Retrospective review of children presenting with non cystic fibrosis bronchiectasis: HRCT features and clinical relationships.Pediatr Pulmonol 2003; 36(2):87-93PP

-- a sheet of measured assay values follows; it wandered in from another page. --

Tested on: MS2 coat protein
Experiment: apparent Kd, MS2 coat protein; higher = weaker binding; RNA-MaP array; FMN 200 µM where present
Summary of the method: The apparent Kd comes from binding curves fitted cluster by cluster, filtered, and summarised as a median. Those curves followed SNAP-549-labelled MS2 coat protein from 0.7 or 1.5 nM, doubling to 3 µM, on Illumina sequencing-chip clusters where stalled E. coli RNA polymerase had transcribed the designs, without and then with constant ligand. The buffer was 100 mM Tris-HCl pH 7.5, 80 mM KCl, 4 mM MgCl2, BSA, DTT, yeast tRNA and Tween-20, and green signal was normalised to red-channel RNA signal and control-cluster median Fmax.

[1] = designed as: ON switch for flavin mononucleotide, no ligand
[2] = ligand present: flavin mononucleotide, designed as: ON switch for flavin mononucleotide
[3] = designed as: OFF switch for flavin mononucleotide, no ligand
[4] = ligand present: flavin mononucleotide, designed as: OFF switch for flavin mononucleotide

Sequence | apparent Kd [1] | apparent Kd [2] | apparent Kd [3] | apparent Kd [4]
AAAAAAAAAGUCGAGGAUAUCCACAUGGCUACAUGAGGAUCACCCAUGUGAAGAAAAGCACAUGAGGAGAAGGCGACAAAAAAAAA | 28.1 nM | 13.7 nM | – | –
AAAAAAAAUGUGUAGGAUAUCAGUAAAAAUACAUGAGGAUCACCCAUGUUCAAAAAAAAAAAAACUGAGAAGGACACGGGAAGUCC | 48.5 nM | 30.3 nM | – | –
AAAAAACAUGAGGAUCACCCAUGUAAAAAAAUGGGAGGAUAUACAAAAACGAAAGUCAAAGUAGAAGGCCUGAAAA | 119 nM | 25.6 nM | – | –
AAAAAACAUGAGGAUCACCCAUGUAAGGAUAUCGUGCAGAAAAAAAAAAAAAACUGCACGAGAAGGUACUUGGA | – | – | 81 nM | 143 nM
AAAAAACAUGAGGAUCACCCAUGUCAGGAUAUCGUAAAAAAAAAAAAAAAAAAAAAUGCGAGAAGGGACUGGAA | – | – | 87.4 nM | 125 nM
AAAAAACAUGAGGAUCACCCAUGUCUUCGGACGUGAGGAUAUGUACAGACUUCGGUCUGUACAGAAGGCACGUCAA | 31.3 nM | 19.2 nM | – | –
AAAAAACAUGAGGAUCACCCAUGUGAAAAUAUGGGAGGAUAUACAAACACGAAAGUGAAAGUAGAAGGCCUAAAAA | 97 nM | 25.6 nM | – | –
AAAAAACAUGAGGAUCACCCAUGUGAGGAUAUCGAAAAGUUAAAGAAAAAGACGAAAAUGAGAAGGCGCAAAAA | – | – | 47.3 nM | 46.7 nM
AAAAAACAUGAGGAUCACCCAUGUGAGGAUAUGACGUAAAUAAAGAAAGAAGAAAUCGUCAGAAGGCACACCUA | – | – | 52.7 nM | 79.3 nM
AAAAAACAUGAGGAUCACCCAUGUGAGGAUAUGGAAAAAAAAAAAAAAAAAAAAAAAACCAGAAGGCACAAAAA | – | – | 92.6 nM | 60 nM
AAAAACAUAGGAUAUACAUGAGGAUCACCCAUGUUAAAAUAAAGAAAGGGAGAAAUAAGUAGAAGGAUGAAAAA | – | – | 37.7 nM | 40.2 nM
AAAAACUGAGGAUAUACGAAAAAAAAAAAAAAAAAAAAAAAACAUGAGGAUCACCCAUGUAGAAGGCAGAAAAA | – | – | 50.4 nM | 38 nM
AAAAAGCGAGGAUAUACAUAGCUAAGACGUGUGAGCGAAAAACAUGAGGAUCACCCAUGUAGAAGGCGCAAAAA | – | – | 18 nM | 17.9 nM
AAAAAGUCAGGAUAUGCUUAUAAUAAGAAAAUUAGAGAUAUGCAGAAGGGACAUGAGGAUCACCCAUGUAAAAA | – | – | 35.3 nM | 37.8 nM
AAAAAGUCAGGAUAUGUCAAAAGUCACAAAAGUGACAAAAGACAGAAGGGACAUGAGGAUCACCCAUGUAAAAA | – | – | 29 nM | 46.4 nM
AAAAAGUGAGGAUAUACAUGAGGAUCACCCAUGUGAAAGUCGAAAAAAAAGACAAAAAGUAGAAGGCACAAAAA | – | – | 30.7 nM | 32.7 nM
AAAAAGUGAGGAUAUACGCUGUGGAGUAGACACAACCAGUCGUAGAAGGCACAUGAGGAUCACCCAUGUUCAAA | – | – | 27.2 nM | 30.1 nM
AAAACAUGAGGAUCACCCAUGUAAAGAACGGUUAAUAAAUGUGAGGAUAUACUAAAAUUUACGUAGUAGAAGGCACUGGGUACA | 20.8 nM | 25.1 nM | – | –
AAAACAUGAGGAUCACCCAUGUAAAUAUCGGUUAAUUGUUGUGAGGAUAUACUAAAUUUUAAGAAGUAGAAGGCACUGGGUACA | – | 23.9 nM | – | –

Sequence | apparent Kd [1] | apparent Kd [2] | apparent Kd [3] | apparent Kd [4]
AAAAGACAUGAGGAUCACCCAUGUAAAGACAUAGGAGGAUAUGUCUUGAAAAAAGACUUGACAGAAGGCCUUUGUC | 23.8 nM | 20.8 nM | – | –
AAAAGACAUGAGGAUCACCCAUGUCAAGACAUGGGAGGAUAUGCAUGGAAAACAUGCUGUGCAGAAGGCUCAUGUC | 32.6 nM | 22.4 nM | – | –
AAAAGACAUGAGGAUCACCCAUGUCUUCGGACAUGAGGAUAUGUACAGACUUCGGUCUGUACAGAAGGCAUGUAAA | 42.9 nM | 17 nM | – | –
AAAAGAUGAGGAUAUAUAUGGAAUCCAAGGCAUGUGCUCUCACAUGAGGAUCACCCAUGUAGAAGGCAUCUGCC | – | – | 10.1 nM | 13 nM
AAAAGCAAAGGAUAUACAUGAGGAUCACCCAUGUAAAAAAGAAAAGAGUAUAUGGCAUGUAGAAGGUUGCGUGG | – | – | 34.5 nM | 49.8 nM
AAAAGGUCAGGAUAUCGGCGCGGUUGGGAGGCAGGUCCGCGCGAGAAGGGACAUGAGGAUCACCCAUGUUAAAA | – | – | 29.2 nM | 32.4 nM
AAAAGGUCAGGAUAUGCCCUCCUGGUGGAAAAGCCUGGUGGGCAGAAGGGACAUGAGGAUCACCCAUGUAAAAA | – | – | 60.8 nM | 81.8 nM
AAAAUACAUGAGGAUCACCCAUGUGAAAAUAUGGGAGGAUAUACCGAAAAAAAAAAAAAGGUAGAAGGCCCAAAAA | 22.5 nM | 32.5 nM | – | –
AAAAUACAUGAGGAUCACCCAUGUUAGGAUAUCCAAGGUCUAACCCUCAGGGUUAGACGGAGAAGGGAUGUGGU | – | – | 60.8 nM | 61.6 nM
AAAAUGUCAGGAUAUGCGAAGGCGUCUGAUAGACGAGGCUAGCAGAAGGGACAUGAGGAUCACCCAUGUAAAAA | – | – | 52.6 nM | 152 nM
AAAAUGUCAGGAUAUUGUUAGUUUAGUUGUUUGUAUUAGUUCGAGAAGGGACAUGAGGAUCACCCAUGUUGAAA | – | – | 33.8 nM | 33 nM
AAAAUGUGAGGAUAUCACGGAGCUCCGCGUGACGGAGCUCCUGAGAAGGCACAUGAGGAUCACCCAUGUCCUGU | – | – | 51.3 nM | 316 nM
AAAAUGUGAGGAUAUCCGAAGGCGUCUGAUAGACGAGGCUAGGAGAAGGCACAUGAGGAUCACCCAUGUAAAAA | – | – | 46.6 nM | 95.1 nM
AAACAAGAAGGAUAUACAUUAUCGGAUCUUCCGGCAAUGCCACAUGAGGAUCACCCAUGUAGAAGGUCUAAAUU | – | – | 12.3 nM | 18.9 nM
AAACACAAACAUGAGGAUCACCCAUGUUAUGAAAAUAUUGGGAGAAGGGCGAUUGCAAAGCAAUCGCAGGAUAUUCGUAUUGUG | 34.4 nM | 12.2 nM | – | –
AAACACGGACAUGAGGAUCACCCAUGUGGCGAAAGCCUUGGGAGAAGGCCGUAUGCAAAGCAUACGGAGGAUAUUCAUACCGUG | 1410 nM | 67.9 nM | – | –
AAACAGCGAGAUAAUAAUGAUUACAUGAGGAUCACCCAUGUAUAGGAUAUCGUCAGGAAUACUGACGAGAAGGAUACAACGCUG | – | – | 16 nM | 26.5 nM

Non cystic fibrosis (CF) bronchiectasis in children presents with a spectrum of disease severity. Our aims were to document the extent and severity of disease in children with non-CF bronchiectasis, to review the inter- and intraobserver agreement for the high-resolution computed tomography (HRCT) features examined, and to assess correlations between HRCT features and clinical measures of severity. We performed a retrospective review of 56 children from the Starship Children's Hospital. HRCT scans were scored by a modified Bhalla system, and the chest X-rays using the Brasfield score. Scores were correlated with demographics, number of hospitalizations, disease duration, pulmonary function, clinical examination, and chronic sputum infection. The bronchiectasis seen was widespread and severe, particularly in Maori and Pacific Island children. The kappa coefficient for intraobserver agreement was better than that for interobserver agreement. Comparisons between HRCT scan and lung function parameters showed that the strongest relationships were between forced expiratory volume in 1 sec (FEV(1)) and forced expiratory flow between 25-75% of forced vital capacity (FEF(25-75)) with the extent of bronchiectasis, bronchial wall thickening, and air trapping. Children with digital clubbing and chest deformity showed significantly higher scores for extent of bronchiectasis, bronchial wall dilatation and thickness, and overall computed tomography (CT) score. No relationship was demonstrated between chronic sputum infection and CT score. The HRCT score demonstrated a stronger correlation between the extent and severity of bronchiectasis, and spirometry values, than the chest X-ray score. In conclusion, pediatric non-CF bronchiectasis in Auckland is extensive and severe. The good intraobserver ratings mean that consistency of scoring is possible on repeated scans. This study cannot comment on the relationships of CT and less severe disease.